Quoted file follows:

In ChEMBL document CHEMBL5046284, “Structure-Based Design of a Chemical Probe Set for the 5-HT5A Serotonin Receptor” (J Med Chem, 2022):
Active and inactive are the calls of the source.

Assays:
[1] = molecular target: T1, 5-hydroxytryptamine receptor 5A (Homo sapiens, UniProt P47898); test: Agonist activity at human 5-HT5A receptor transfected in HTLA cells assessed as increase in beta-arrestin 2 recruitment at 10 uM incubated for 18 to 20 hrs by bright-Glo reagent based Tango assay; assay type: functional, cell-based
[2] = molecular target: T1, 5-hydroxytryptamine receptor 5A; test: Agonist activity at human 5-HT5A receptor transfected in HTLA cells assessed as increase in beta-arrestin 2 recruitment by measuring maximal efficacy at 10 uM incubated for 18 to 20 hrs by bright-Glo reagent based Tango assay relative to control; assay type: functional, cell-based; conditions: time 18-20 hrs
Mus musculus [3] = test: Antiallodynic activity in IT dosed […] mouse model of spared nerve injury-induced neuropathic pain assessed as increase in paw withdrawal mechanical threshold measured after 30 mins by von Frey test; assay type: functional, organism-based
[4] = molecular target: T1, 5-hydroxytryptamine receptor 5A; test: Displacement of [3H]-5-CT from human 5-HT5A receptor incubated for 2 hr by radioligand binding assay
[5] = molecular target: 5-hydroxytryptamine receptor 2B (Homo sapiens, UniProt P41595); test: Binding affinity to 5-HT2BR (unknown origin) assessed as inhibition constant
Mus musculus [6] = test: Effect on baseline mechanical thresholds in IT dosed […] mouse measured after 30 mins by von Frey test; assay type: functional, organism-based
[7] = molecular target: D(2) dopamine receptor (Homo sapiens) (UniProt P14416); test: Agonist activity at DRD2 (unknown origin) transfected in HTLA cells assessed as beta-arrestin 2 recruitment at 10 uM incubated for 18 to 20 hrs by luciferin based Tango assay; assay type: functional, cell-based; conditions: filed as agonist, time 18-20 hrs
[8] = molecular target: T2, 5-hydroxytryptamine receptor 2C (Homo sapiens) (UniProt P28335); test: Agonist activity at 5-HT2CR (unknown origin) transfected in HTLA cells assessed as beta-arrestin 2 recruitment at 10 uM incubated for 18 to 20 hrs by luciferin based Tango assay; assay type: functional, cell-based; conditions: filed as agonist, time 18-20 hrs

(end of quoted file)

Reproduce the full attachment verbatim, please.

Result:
In ChEMBL document CHEMBL5046284, “Structure-Based Design of a Chemical Probe Set for the 5-HT5A Serotonin Receptor” (J Med Chem, 2022):
Active and inactive are the calls of the source.

Assays:
[1] = molecular target: T1, 5-hydroxytryptamine receptor 5A (Homo sapiens, UniProt P47898); test: Agonist activity at human 5-HT5A receptor transfected in HTLA cells assessed as increase in beta-arrestin 2 recruitment at 10 uM incubated for 18 to 20 hrs by bright-Glo reagent based Tango assay; assay type: functional, cell-based
[2] = molecular target: T1, 5-hydroxytryptamine receptor 5A; test: Agonist activity at human 5-HT5A receptor transfected in HTLA cells assessed as increase in beta-arrestin 2 recruitment by measuring maximal efficacy at 10 uM incubated for 18 to 20 hrs by bright-Glo reagent based Tango assay relative to control; assay type: functional, cell-based; conditions: time 18-20 hrs
Mus musculus [3] = test: Antiallodynic activity in IT dosed […] mouse model of spared nerve injury-induced neuropathic pain assessed as increase in paw withdrawal mechanical threshold measured after 30 mins by von Frey test; assay type: functional, organism-based
[4] = molecular target: T1, 5-hydroxytryptamine receptor 5A; test: Displacement of [3H]-5-CT from human 5-HT5A receptor incubated for 2 hr by radioligand binding assay
[5] = molecular target: 5-hydroxytryptamine receptor 2B (Homo sapiens, UniProt P41595); test: Binding affinity to 5-HT2BR (unknown origin) assessed as inhibition constant
Mus musculus [6] = test: Effect on baseline mechanical thresholds in IT dosed […] mouse measured after 30 mins by von Frey test; assay type: functional, organism-based
[7] = molecular target: D(2) dopamine receptor (Homo sapiens) (UniProt P14416); test: Agonist activity at DRD2 (unknown origin) transfected in HTLA cells assessed as beta-arrestin 2 recruitment at 10 uM incubated for 18 to 20 hrs by luciferin based Tango assay; assay type: functional, cell-based; conditions: filed as agonist, time 18-20 hrs
[8] = molecular target: T2, 5-hydroxytryptamine receptor 2C (Homo sapiens) (UniProt P28335); test: Agonist activity at 5-HT2CR (unknown origin) transfected in HTLA cells assessed as beta-arrestin 2 recruitment at 10 uM incubated for 18 to 20 hrs by luciferin based Tango assay; assay type: functional, cell-based; conditions: filed as agonist, time 18-20 hrs